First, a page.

If nothing else, Ayushmann Khurrana deserves a standing ovation for his performance in Badhaai Ho. Not because his performances are flawless. Simply put, he has mastered the art of slipping into his characters effortlessly. The buzz surrounding his performance in the recent Andhadhun, in which he played a blind pianist, had not yet died down when Khurrana hit the theatres again as the guy-next-door dealing with an unimaginable family crisis. As the movie trailer revealed, his mom is pregnant.
Ayushmann's Nakul Kaushik hails from a middle-class family. Son of a travelling ticket examiner (TTE) in the northern railways, Khurrana and his close-knit family live in government quarters in Lodhi Road. He has to seek permission from his family even for on-site work assignments in the US, but that doesn't mean they are conservative. They simply want everyone to stay together.
His colleague-turned-girlfriend, Renee (a pleasant Sanya Malhotra), belongs to an elite family in Delhi. She lives with her mother (a subtle Sheeba Chadha) in an upscale locale. One of the standout moments in the film is a scene in which Renee celebrates her mom's 50th birthday. The mother is fond of Nakul, but concerned about his family. She describes it as a circus she doesn't want to buy tickets to. Nakul happens to hear the conversation, which is followed by a confrontation. While doing that, he switches from the refined Hindi and English he uses in public to the khari boli of western Uttar Pradesh. And that happens beautifully, without the slightest trace of pretence.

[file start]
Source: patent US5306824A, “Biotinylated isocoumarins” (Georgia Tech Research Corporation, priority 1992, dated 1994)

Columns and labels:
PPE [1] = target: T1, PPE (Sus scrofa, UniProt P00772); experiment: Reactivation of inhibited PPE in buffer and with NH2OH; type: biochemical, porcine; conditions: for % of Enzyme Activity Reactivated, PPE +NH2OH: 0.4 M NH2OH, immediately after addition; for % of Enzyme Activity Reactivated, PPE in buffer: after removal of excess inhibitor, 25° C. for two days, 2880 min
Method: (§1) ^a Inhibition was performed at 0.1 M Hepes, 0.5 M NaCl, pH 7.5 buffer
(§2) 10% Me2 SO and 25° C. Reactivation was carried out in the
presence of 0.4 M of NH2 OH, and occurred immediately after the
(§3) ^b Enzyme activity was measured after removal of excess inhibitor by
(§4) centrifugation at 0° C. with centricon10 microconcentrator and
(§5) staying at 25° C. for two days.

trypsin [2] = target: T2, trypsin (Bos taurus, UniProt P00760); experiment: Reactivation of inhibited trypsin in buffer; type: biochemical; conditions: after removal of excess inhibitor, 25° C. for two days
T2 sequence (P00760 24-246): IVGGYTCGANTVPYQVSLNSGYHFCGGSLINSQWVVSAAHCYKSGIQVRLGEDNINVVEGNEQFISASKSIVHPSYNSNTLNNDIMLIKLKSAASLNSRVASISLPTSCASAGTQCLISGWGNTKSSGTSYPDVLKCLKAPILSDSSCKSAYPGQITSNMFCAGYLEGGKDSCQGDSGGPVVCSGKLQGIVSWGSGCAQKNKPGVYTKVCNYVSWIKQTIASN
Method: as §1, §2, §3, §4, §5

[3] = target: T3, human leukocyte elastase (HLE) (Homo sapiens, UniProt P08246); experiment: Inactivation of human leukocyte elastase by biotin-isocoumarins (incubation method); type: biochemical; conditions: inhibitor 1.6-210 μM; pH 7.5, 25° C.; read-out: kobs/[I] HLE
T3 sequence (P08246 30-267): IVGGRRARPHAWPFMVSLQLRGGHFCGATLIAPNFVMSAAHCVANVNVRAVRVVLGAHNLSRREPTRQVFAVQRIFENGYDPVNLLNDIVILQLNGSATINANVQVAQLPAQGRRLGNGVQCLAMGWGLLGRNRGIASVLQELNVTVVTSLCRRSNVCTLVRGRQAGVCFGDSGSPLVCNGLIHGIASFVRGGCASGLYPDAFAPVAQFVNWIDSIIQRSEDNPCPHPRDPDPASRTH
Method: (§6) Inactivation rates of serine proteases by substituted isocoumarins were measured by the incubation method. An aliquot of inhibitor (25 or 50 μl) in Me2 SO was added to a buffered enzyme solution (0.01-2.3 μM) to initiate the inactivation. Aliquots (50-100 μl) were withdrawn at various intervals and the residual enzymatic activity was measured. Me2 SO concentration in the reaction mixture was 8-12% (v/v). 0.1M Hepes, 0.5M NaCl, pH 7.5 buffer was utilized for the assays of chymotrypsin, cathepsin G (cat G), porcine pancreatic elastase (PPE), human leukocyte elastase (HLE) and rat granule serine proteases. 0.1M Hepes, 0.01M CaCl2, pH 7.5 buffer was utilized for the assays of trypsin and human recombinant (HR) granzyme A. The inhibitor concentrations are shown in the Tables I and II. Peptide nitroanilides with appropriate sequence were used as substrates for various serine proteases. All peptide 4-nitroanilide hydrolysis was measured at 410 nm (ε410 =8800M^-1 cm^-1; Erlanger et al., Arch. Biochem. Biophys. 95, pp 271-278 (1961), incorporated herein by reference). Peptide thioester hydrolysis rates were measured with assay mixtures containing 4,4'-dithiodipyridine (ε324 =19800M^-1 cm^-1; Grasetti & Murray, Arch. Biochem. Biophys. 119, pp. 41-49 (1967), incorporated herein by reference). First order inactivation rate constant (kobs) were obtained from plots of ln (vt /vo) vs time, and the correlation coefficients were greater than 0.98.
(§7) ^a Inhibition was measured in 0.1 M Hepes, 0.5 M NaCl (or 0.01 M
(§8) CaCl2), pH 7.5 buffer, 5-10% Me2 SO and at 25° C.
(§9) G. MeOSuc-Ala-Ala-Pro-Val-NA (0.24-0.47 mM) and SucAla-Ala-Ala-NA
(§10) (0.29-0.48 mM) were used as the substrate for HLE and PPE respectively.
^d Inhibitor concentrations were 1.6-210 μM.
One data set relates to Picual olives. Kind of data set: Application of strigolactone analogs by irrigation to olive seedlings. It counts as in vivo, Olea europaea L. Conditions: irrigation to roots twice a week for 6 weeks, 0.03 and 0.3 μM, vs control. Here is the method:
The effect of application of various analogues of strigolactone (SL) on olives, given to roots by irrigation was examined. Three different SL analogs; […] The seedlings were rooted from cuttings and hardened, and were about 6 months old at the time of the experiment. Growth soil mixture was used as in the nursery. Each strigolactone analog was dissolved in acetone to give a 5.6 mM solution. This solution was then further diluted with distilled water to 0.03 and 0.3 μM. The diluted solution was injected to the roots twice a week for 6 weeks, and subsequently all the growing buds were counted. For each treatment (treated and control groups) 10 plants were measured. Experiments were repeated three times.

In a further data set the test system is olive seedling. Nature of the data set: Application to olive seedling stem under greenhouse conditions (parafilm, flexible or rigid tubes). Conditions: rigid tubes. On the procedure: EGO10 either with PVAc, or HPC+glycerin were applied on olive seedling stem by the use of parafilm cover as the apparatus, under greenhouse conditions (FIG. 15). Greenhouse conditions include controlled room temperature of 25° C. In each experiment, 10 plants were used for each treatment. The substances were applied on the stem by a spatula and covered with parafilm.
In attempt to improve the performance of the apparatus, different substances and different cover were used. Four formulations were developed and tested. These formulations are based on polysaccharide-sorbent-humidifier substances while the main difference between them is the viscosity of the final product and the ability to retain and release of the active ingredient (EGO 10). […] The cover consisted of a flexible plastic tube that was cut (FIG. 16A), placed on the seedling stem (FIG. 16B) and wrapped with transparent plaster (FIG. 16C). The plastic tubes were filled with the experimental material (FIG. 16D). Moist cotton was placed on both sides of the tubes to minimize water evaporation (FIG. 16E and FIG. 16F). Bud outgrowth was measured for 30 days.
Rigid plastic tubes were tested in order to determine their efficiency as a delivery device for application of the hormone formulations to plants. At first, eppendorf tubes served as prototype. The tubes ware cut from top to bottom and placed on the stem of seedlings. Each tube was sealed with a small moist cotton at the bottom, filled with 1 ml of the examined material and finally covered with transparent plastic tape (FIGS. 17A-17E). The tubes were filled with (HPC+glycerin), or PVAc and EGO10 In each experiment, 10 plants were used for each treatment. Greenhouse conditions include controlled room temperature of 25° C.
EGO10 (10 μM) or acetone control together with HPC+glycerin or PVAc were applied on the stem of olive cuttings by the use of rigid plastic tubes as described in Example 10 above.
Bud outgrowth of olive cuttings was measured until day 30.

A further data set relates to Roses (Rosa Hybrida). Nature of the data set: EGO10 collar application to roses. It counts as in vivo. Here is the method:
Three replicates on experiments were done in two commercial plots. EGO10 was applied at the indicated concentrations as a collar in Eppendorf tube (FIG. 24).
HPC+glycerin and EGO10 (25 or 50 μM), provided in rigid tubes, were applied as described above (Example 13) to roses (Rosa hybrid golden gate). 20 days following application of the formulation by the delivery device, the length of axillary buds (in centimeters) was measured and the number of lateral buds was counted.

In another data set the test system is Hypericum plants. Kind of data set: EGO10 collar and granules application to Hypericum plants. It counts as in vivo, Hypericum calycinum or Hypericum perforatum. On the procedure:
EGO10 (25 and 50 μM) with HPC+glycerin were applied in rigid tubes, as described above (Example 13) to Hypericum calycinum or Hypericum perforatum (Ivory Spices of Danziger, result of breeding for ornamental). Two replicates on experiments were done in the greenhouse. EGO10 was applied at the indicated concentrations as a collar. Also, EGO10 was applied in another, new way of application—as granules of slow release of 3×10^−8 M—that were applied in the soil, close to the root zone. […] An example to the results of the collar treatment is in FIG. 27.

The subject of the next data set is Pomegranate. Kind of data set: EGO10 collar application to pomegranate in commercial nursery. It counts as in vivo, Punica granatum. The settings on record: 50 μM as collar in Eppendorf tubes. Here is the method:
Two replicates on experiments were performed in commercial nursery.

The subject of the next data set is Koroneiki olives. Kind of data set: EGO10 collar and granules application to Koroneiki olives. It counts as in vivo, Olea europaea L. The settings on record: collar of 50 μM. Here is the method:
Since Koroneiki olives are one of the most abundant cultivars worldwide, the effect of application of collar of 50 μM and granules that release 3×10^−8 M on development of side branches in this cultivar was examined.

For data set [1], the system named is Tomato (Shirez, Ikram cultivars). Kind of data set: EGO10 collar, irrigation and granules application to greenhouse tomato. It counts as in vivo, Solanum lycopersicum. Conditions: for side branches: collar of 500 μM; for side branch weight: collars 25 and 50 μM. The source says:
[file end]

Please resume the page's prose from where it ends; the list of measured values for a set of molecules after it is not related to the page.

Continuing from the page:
Khurrana impresses, as do most of the other actors including Neena Gupta as Khurrana's mother and Gajraj Rao as the father. Gupta, often remembered for her bold roles, has made a good selection, and makes every effort to make the character likeable, but the script (written by Shanatanu Srivastava, Akshat Ghildial and Jyoti Kapoor) fails her. Except for the fact that she is a mother to two grown-up sons and is expecting, there's not much for her to play with, unlike some of the layered roles in the recent years like Bareilly Ki Barfi and Dum Laga Ke Haisha. We have seen Rao playing an idiosyncratic dad in The Viral Fever's many videos, but he still manages to bring freshness to his character.
The film, however, is not as impressive as the performances, mostly because of the cliches it gets trapped. The core idea of the film is quirky, but it fails to live up to the expectations. Apart from a few funny moments, it ends up a banal family drama, overplayed saas-bahu dynamics, and some cringeworthy jokes—especially one on a man confused about his sexuality. At a time when there's a serious discourse about the LGBTQ community, a caricatured queer character is the least we expect in the popular culture.
Songs mark almost every occasion, almost making the film a clone of a TV serial. It's distracting and unnecessary. As it darts from the romantic track between Nakul and Renee, and the way Nakul's life turned topsy-turvy because of the situation at his home, it seems confused about its theme. But thank god for Ayushmann, who has mastered the art of balancing eccentric films, who makes it watchable.
Director: Amit Sharma
Actors: Ayushmann Khurrana, Neena Gupta, Sanya Malhotra, Gajraj Rao